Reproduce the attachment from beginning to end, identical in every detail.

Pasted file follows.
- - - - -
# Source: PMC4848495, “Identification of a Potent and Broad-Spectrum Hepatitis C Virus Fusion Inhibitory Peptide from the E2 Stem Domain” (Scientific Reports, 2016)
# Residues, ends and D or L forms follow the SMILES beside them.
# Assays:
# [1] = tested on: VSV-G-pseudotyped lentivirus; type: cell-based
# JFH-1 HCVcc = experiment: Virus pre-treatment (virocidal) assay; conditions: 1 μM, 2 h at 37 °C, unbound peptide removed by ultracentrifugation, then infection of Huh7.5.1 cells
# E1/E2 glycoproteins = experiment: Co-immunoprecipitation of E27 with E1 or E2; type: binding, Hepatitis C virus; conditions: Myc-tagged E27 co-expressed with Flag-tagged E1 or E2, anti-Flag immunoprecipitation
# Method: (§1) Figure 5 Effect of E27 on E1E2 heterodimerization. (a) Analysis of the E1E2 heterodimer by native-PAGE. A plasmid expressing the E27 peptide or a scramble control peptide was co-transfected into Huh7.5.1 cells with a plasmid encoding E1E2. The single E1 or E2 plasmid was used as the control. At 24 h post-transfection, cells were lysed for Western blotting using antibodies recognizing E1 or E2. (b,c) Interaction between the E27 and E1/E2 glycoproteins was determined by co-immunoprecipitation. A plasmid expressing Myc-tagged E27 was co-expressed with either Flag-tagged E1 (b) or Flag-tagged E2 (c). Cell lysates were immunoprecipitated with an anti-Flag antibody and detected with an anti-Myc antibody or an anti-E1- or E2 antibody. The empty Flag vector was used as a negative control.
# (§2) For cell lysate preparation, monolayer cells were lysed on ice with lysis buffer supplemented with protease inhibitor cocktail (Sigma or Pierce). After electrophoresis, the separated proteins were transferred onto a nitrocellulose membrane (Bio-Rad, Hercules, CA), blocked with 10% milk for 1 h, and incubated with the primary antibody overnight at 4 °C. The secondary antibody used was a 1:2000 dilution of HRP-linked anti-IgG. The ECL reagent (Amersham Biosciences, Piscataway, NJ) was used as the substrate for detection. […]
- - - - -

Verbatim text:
# Source: PMC4848495, “Identification of a Potent and Broad-Spectrum Hepatitis C Virus Fusion Inhibitory Peptide from the E2 Stem Domain” (Scientific Reports, 2016)
# Residues, ends and D or L forms follow the SMILES beside them.
# Assays:
# [1] = tested on: VSV-G-pseudotyped lentivirus; type: cell-based
# JFH-1 HCVcc = experiment: Virus pre-treatment (virocidal) assay; conditions: 1 μM, 2 h at 37 °C, unbound peptide removed by ultracentrifugation, then infection of Huh7.5.1 cells
# E1/E2 glycoproteins = experiment: Co-immunoprecipitation of E27 with E1 or E2; type: binding, Hepatitis C virus; conditions: Myc-tagged E27 co-expressed with Flag-tagged E1 or E2, anti-Flag immunoprecipitation
# Method: (§1) Figure 5 Effect of E27 on E1E2 heterodimerization. (a) Analysis of the E1E2 heterodimer by native-PAGE. A plasmid expressing the E27 peptide or a scramble control peptide was co-transfected into Huh7.5.1 cells with a plasmid encoding E1E2. The single E1 or E2 plasmid was used as the control. At 24 h post-transfection, cells were lysed for Western blotting using antibodies recognizing E1 or E2. (b,c) Interaction between the E27 and E1/E2 glycoproteins was determined by co-immunoprecipitation. A plasmid expressing Myc-tagged E27 was co-expressed with either Flag-tagged E1 (b) or Flag-tagged E2 (c). Cell lysates were immunoprecipitated with an anti-Flag antibody and detected with an anti-Myc antibody or an anti-E1- or E2 antibody. The empty Flag vector was used as a negative control.
# (§2) For cell lysate preparation, monolayer cells were lysed on ice with lysis buffer supplemented with protease inhibitor cocktail (Sigma or Pierce). After electrophoresis, the separated proteins were transferred onto a nitrocellulose membrane (Bio-Rad, Hercules, CA), blocked with 10% milk for 1 h, and incubated with the primary antibody overnight at 4 °C. The secondary antibody used was a 1:2000 dilution of HRP-linked anti-IgG. The ECL reagent (Amersham Biosciences, Piscataway, NJ) was used as the substrate for detection. […]